The opinion of the court was delivered by: Hurley, Senior District Judge
Plaintiffs Trustees of the Building Trades Educational Benefit Fund, The Building Trades Annuity Benefit Fund and the Building Trades Welfare Benefit Fund (collectively, the "Trustees" or "plaintiffs") commenced the present action against Crana Electric, Inc. ("Crana" or "defendant") seeking injunctive relief, monetary damages, and other equitable relief based upon defendant's alleged violations of the Employee Retirement Income Security Act, 29 U.S.C. §§ 1132(a)(3) & 1145 ("ERISA") as well as its alleged breach of a collective bargaining agreement.
Defendant has moved to dismiss the entire Complaint pursuant to
Federal Rules of Civil Procedure 12(b)(1), (3), and (6)*fn1
on the grounds that plaintiffs' first two claims for relief
are barred by the doctrine of res judicata and that plaintiffs' third
and fourth causes of action are not yet ripe for review. Plaintiffs
have cross-moved for judgment on the pleadings pursuant to Rule 12(c).
For the reasons stated below, both motions are denied.
The following facts are taken from the Complaint and are presumed true for purposes of the instant motions.
The Trustees are fiduciaries of jointly administered multi-employer labor management trust funds, as those terms are defined by ERISA (the "Funds"). The Funds are employee benefits plans that provide fringe benefits to eligible employees, retirees, and dependents. According to plaintiffs, the Funds were established and are maintained by Local 363, United Electrical Workers of America, IUJAT (the "Union"), and various employers participate in the Funds pursuant to the terms of their respective collective bargaining agreements and trust indentures.
Crana is a for-profit corporation organized and existing pursuant to the laws of the State of New York. Crana and the Union are parties to a collective bargaining agreement (the "CBA"), which obligates Crana to make certain contributions to the Funds. The amount of Crana's contributions is calculated pursuant to rate schedules set forth in the CBA, which account for all work performed by covered employees.
Plaintiffs allege that defendant has failed to make $108,508.32 in contributions to the Funds for the period between February 1, 2005 and July 31, 2006. In their First Claim for Relief, plaintiffs asserts that defendant's failure to make those contributions violated the CBA, to which the Funds are third party beneficiaries. Plaintiffs contend that they are entitled to contribution reports, which set forth the hours that each of Crana's employees worked and the amount of contributions due, as well as payment of unpaid benefit contributions in the minimum amount of $108,508.32 plus liquidated damages, interest, costs and attorneys' fees.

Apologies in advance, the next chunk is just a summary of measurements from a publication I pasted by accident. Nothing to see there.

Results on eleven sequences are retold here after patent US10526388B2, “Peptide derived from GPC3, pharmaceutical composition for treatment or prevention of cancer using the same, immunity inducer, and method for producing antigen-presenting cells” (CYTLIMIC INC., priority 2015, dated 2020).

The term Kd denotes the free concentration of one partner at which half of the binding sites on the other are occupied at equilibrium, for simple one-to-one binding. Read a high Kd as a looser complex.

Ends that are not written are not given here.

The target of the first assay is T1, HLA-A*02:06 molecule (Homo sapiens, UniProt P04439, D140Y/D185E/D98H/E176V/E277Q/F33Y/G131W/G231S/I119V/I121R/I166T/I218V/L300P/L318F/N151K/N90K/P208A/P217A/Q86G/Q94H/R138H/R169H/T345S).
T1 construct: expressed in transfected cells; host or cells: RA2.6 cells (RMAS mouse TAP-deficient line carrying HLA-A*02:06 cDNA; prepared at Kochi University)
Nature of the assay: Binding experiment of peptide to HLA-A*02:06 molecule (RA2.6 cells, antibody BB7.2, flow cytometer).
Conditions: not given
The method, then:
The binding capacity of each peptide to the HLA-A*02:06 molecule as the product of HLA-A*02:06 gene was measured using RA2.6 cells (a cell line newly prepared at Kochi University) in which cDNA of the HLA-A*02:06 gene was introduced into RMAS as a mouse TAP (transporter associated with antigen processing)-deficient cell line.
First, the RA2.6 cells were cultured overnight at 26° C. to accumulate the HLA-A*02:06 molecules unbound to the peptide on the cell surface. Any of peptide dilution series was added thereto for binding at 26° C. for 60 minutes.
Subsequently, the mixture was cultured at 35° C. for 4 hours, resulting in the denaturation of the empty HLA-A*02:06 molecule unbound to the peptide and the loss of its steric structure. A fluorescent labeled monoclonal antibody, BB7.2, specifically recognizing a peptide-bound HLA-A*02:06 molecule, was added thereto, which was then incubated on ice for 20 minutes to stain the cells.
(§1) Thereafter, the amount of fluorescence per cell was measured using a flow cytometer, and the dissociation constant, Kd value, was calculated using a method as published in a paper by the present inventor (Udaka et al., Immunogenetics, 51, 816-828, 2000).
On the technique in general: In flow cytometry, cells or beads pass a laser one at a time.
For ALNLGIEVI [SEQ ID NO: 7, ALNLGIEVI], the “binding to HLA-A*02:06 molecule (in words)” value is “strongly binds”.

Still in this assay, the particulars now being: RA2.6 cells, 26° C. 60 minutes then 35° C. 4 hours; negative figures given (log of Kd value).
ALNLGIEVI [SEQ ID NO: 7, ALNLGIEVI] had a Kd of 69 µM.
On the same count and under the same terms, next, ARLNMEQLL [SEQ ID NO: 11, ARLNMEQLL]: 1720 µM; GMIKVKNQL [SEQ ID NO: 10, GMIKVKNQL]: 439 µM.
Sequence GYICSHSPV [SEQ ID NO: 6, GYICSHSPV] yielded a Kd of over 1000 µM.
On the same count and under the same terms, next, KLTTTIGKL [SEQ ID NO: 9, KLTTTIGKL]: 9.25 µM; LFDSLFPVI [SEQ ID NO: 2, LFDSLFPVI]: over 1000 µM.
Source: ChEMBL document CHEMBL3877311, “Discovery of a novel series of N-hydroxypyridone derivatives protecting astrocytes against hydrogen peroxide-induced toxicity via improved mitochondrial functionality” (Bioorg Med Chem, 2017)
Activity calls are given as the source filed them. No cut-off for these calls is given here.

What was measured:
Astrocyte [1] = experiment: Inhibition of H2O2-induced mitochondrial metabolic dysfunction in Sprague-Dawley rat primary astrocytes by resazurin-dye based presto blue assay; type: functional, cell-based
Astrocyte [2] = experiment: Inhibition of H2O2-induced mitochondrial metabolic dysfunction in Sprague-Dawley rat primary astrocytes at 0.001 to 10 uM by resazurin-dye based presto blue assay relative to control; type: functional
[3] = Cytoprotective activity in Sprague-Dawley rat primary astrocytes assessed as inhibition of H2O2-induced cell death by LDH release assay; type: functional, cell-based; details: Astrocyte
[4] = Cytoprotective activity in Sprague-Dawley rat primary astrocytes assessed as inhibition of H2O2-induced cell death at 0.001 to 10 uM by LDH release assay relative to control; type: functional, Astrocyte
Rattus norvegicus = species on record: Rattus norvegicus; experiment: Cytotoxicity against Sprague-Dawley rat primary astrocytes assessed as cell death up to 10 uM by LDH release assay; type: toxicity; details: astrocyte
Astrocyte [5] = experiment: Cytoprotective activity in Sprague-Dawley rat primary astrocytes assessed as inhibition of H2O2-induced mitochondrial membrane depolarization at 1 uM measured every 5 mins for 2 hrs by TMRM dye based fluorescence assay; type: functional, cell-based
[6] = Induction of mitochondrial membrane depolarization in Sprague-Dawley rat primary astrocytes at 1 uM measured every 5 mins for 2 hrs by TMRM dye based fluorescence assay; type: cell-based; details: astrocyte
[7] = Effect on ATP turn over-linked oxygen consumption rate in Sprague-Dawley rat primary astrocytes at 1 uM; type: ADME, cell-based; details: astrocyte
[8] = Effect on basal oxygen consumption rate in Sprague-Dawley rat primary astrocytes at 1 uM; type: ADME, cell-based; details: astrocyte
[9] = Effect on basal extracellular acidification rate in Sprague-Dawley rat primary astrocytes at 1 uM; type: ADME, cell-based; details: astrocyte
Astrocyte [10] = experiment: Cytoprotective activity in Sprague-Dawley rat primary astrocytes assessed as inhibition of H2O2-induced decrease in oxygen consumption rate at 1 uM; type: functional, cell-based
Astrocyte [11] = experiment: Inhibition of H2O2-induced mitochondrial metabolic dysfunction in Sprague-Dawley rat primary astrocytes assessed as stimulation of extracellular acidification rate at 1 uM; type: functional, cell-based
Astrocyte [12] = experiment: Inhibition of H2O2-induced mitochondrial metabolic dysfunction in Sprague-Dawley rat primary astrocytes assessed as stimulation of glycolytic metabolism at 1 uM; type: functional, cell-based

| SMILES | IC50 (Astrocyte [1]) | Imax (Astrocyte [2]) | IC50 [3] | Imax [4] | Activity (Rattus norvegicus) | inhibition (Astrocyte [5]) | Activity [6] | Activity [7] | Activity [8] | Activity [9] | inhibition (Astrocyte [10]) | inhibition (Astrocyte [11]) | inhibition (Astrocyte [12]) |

In their Second Claim for Relief, plaintiffs allege that defendant's failure to pay the contributions violates ERISA, and pursuant to Sections 502 and 515 of that statute, plaintiffs are entitled to $108,508.32 in unpaid contributions plus statutory damages, interests, attorneys' fees, and costs.
In the Third Claim for Relief, plaintiffs allege that during the pendency of this action, "additional contributions and/or delinquency charges may become due and owing." (Compl. ¶ 27.) Plaintiffs assert that any additional contributions or charges that defendant fails to pay "should be included plus interest as part of this action." (Id.)
Finally, in the Fourth Claim for Relief, plaintiffs seek a permanent injunction that would enjoin Crana from committing any further violations of the CBA.
I. Defendant's Motion to Dismiss the First and Second Claims for Relief is Denied
Defendant moves to dismiss the First and Second Claims for Relief pursuant to Rule 12(b)(1). Although defendant does not set forth the applicable legal standard, the Court notes that it may resolve a motion made under Rule 12(b)(1) by "refer[ring] to evidence outside the pleadings." Makarova v. United States, 201 F.3d 110, 113 (2d Cir. 2000). Here, the entire set of facts underpinning defendant's motion stem from allegations and documentary evidence outside the four corners of the Complaint, which are set forth in the Affidavit of Jason S. Samuels, dated August 27, 2010 (the "Samuels Aff.") and the exhibits attached thereto. However, as discussed more fully, infra, the Court concludes that defendant's motion to dismiss the First and Second Claims for Relief pursuant to the doctrine of res judicata is more appropriately made pursuant to Rule 12(b)(6). It is well-settled that when resolving motions made pursuant to Rule 12(b)(6), the Court is generally limited to reviewing the factual allegations contained in the Complaint. (See, infra.) The Court, therefore, sets forth the following factual recitation -- gleaned from the Samuels Affidavit and its exhibits -- for context only, and does not rely on these facts or extrinsic materials in rendering its decision.
B. Factual Allegations Proffered by Defendant
At some point prior to 2005,*fn2 non-party Vanguard Construction & Development Co. Inc. ("Vanguard") was awarded a government contract (the "Contract") and began serving as the prime contractor on a renovation project at the Smithsonian Institution's National Museum of the American Indian ("Smithsonian Project"). (Samuels Aff., Ex. D at ¶3.) Vanguard subsequently entered into a subcontract with Crana pursuant to which Crana was to provide the electrical and security systems work on the Smithsonian ...